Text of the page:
Most people in England, about 30 million, are to be offered the flu vaccine this year, the government says.
It is to prepare for a winter that could see the annual flu season coincide with a surge in coronavirus.
The traditional flu programme will include all over-50s for the first time, as well anyone on the shielding list and the people they live with.
Also for the first time, children in their first year of secondary school will all be offered the vaccine.
Plans for Scotland, Wales and Northern Ireland have not yet been announced.
How bad will flu and coronavirus be?
Flu, which can be deadly or need hospital treatment, poses additional threats during the pandemic:
- There is some evidence a double infection with coronavirus and flu is more deadly than either alone
- A big flu season combined with coronavirus could overwhelm hospitals
- If lots of NHS or care-home staff are sick with flu, then it may not be possible to respond to Covid-19 in the same way as during the peak in spring.
But it is impossible to predict how big a flu season we will have.
Australia, which is currently in its winter, is either having a very mild or very late flu season.
Social-distancing and hygiene measures in place to stop coronavirus should, in theory, also have an impact on the amount of flu going around.
It is also uncertain how bad coronavirus will be, although a rise in cases from the autumn onwards is seen as plausible by health officials.
Who will be offered the flu vaccine?
- people who were required to shield from coronavirus and anyone they live with
- people with some medical conditions including diabetes, heart failure and asthma
- pregnant women
- pre-school children over the age of two
- all primary school children, as last year, and, for the first time, Year 7 pupils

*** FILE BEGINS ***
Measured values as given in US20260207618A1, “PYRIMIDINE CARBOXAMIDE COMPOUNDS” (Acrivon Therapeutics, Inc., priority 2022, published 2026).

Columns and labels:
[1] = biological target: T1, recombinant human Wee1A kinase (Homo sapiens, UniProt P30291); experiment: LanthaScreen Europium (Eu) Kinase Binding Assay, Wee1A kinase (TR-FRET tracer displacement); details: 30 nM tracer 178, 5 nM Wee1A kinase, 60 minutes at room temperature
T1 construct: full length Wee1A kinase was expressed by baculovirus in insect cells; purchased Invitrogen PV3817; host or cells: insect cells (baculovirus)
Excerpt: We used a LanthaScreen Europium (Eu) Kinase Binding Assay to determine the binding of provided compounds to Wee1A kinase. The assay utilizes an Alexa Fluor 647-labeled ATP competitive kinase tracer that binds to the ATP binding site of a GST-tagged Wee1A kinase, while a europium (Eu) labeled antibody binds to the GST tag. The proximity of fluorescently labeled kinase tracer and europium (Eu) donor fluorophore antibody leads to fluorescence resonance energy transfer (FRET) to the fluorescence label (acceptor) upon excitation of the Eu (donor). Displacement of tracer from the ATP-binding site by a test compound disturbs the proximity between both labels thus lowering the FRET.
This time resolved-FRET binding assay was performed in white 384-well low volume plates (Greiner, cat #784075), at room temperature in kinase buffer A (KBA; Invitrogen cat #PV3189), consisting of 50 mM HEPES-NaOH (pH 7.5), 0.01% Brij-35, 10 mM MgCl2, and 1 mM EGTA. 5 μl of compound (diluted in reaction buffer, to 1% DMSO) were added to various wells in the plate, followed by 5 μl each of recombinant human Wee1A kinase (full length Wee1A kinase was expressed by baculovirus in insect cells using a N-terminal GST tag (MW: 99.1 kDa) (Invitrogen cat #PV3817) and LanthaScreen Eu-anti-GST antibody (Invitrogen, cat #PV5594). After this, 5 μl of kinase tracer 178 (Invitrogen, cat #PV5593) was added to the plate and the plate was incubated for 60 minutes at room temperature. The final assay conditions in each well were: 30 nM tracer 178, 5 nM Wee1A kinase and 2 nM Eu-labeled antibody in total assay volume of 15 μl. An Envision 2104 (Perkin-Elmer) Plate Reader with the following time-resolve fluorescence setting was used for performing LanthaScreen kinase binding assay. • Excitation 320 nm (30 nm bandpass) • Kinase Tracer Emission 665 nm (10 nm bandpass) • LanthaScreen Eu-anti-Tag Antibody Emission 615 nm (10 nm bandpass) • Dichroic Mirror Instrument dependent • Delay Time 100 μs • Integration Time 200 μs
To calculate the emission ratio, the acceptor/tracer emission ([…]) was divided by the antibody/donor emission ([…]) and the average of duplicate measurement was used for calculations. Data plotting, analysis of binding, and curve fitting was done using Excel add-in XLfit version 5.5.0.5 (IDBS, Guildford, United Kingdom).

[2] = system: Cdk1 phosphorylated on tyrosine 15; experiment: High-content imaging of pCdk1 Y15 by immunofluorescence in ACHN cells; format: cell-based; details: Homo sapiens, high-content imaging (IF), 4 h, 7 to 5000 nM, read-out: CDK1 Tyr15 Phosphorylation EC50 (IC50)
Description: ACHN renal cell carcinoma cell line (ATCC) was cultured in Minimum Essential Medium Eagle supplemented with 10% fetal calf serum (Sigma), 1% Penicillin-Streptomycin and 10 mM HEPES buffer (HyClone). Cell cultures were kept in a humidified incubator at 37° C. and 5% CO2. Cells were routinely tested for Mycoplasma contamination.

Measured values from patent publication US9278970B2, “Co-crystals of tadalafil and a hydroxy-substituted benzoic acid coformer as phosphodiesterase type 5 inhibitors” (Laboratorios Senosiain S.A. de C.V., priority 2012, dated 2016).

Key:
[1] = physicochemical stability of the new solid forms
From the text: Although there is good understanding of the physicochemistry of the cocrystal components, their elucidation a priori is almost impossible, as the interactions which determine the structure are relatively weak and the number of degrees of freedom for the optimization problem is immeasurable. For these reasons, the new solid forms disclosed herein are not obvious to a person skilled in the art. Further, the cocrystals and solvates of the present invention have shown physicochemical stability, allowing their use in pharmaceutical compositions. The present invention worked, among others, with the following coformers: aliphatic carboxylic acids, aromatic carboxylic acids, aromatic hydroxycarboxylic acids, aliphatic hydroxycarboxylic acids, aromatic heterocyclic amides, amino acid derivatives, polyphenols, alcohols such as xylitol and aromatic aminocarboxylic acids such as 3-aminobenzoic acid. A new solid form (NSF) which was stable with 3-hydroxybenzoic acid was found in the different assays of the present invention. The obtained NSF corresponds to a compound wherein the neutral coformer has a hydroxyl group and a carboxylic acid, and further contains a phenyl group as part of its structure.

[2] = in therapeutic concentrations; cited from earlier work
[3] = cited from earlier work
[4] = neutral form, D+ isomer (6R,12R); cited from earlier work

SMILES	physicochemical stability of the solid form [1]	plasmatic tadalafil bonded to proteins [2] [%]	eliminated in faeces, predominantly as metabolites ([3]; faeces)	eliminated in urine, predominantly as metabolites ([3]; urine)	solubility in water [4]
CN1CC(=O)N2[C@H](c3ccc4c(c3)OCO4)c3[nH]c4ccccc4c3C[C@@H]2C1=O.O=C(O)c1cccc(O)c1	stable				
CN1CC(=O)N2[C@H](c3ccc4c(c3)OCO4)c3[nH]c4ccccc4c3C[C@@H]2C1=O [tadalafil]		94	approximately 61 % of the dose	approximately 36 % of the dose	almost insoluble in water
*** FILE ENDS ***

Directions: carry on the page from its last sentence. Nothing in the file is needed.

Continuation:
- initially all people over 65, before the programme is extended to the over-50s
The government wants to ensure the highest risk patients are at the front of the queue when the immunisation programme starts in September.
Those aged 50-64 will be offered the jab later, with the full details still to be announced.
Last winter, 25 million people in England were offered the flu vaccine.
Health Secretary Matt Hancock said: “This will be the biggest flu vaccination programme in history and will help protect our NHS as we head into winter.
“If you are eligible for a free vaccine, whether it’s for the first time or because you usually receive one, then I would urge you to get it, not just to protect yourself but to protect the NHS and your loved ones from flu.”
Plans are also being put together for ensuring coronavirus does not disrupt vaccination by, for example, causing schools, which deliver the childhood programme, to shut.
Prof Chris Whitty, the chief medical advisor, said: “This winter more than ever, with Covid-19 still circulating, we need to help reduce all avoidable risks.
“Vaccinating more people will help reduce flu transmission and stop people becoming ill.”
Children are “super-spreaders” of the flu virus.
But the expansion of the childhood programme had not been anticipated before the pandemic.
The plan had been to assess the impact of vaccinating all primary school children, achieved for the first time last year, before deciding what to do next.
Meanwhile, there will be a renewed push to persuade health and care workers to have the vaccine.
Last year, 74% of staff were immunised.
Paulette Hamilton, from the Local Government Association, said: “Extending the free winter flu jab to as many people as possible is essential if we are to tackle two potentially deadly viruses head-on and prevent one seasonable and predictable virus creating the conditions for a second, more serious and unpredictable deadly second wave of Covid-19.
“It is absolutely critical that all our health and care workers get themselves vaccinated, to protect both themselves and the people they look after, including our elderly and most vulnerable, from a potentially devastating second wave of infections.”
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